Caspar David Friedrich


This large sepia study attentively renders a constellation of boulders, stones, and pebbles scattered on a beach. Infused with quiet melancholy and devoid of signs of human presence, the work explores atmospheric conditions and the effects of light. It is difficult to know whether the luminous celestial body at the center of the composition is supposed to represent the moon or the sun. In either case, Friedrich’s predominant concern is depicting the moment of transition between night and day, darkness and light.

Caspar David Friedrich
German, 1774–1840
Stony Beach at Moonrise (Stony Beach with Setting Sun), ca. 1835–37
Brush and brown ink over graphite pencil
Kupferstich-Kabinett, Staatliche Kunstsammlungen Dresden, INV. NO. C 2605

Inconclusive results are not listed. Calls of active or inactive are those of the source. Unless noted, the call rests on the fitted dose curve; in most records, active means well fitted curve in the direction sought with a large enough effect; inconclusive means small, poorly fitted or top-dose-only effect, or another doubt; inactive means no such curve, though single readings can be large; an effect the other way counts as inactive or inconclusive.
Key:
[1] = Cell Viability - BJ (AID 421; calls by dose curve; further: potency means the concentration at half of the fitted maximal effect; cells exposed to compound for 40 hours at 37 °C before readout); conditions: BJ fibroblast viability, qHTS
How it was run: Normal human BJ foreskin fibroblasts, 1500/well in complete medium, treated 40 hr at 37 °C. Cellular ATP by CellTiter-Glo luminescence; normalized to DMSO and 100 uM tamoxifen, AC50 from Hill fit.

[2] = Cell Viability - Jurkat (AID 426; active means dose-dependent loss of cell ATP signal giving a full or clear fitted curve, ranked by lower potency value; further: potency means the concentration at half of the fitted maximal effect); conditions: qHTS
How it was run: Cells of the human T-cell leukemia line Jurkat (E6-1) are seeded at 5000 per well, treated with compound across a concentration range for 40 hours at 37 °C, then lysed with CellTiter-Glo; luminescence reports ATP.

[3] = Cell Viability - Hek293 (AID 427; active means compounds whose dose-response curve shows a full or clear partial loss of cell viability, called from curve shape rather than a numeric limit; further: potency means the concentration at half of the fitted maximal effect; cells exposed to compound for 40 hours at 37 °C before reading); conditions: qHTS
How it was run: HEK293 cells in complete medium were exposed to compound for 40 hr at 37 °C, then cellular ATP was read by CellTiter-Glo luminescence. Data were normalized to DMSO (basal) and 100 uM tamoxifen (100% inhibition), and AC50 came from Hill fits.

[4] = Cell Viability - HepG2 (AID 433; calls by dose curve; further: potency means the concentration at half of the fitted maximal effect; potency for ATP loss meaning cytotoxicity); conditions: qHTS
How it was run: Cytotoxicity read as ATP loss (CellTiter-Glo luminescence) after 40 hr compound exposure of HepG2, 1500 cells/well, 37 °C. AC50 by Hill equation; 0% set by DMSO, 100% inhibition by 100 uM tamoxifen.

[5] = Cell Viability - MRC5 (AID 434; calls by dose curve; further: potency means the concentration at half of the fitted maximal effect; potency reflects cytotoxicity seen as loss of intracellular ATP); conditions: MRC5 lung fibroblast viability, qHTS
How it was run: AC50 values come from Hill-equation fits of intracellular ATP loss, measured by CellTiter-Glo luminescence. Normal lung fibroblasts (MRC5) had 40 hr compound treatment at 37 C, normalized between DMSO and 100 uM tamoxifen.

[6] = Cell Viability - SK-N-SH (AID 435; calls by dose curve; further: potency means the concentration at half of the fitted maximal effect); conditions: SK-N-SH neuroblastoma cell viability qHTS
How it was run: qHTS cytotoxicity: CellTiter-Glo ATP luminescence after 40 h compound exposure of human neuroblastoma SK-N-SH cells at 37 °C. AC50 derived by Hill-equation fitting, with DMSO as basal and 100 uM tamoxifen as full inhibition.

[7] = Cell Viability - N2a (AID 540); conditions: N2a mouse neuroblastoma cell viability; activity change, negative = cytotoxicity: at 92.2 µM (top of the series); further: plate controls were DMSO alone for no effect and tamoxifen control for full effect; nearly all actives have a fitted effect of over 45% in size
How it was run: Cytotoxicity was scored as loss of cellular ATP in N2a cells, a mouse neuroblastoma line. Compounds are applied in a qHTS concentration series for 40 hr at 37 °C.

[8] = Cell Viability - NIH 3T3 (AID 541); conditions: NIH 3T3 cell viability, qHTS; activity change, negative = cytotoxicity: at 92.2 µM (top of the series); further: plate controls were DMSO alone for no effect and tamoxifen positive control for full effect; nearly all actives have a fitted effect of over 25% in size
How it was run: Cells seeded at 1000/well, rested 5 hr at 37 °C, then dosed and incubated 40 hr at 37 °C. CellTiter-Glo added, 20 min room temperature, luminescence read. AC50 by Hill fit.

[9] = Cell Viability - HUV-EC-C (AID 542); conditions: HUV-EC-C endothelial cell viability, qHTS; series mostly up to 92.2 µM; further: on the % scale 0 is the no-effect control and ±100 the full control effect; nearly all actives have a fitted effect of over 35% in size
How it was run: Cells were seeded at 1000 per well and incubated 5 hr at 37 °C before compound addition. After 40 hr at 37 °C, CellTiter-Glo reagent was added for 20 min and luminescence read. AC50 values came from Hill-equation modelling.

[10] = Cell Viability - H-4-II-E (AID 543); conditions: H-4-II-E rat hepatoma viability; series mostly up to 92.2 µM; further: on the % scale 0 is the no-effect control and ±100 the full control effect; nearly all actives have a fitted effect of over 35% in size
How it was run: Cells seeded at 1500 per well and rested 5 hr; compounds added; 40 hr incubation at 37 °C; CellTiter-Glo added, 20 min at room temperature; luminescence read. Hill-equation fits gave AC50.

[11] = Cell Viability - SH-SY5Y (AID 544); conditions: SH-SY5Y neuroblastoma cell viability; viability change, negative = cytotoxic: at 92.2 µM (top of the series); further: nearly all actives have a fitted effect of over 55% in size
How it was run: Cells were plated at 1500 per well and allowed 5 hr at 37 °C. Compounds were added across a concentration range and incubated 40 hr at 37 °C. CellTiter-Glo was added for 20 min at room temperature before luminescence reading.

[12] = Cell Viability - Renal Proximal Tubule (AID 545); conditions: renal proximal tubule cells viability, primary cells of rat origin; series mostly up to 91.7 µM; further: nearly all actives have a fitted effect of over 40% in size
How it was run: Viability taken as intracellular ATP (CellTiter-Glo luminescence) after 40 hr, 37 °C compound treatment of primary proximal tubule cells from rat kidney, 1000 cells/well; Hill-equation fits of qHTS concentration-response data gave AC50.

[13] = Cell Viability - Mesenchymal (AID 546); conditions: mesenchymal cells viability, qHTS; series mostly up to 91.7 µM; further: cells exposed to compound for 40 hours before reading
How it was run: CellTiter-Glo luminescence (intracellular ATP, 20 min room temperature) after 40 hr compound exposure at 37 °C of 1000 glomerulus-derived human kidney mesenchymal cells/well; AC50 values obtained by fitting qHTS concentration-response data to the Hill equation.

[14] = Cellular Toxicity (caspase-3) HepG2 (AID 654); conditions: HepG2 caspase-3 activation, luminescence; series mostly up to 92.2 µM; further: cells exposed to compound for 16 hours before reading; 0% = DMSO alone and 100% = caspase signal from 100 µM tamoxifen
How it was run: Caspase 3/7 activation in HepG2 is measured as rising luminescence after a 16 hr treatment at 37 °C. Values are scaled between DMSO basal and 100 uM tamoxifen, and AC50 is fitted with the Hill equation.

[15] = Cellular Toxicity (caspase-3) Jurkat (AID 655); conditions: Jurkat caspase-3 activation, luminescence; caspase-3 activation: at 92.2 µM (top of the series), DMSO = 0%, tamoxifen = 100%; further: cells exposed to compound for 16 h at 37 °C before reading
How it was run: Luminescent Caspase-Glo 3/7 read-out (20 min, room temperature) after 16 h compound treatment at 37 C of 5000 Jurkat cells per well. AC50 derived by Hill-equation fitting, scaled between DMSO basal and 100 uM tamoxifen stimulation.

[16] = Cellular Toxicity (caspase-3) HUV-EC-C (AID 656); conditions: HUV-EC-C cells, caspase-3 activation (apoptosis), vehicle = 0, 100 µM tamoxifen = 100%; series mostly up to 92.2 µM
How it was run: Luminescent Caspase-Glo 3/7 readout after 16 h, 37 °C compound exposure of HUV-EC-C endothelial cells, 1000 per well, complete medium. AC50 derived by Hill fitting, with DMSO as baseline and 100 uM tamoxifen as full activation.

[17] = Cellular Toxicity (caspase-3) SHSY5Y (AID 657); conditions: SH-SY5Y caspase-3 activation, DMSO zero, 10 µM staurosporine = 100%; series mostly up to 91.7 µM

© Kupferstich-Kabinett, Staatliche Kunstsammlungen Dresden
Photo: Andreas Diesend


Jennifer Tonkovich, Eugene and Clare Thaw Curator of Drawings and Prints

At the time he drew this sheet, Friedrich was entering his 60s and recovering from a lingering professional disappointment. A decade prior, he failed to ascend to the position of teaching landscape painting at the Dresden Academy and experienced a year long illness, events that left him pensive and increasingly isolated. After he suffered a stroke in 1835, he could no longer paint and resumed making wash drawings. Given Friedrich’s deep spirituality, it isn’t surprising that his late drawings reflect a more somber state of mind as he dwelled on thoughts of life’s end.

The reverence that he had for nature emerges in the way he wields his materials to evoke this tranquil coastal scene, devoid of figures. Friedrich returned to a sketch he had made of the beach at Rugen in 1801 and transferred part of it to this sheet. The evocation of this specific site at moonlight engaged Friedrich’s memory and lived experience, and this underlying sense of time’s passage lends an elegiac tone to this tranquil view.